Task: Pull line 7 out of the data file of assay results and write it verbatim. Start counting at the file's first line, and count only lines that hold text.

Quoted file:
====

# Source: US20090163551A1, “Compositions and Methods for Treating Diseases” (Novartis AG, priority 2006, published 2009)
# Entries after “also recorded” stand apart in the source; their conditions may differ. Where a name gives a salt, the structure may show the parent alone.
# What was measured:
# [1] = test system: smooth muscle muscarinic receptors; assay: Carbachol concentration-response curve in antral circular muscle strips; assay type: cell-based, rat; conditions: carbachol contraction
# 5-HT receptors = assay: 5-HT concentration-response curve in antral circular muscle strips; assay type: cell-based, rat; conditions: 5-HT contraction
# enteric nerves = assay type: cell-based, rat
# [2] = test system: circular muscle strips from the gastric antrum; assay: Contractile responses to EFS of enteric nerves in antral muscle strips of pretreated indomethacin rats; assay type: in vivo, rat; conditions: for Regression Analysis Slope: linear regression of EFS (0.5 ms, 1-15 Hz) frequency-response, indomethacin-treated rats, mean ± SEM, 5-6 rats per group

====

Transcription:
# [2] = test system: circular muscle strips from the gastric antrum; assay: Contractile responses to EFS of enteric nerves in antral muscle strips of pretreated indomethacin rats; assay type: in vivo, rat; conditions: for Regression Analysis Slope: linear regression of EFS (0.5 ms, 1-15 Hz) frequency-response, indomethacin-treated rats, mean ± SEM, 5-6 rats per group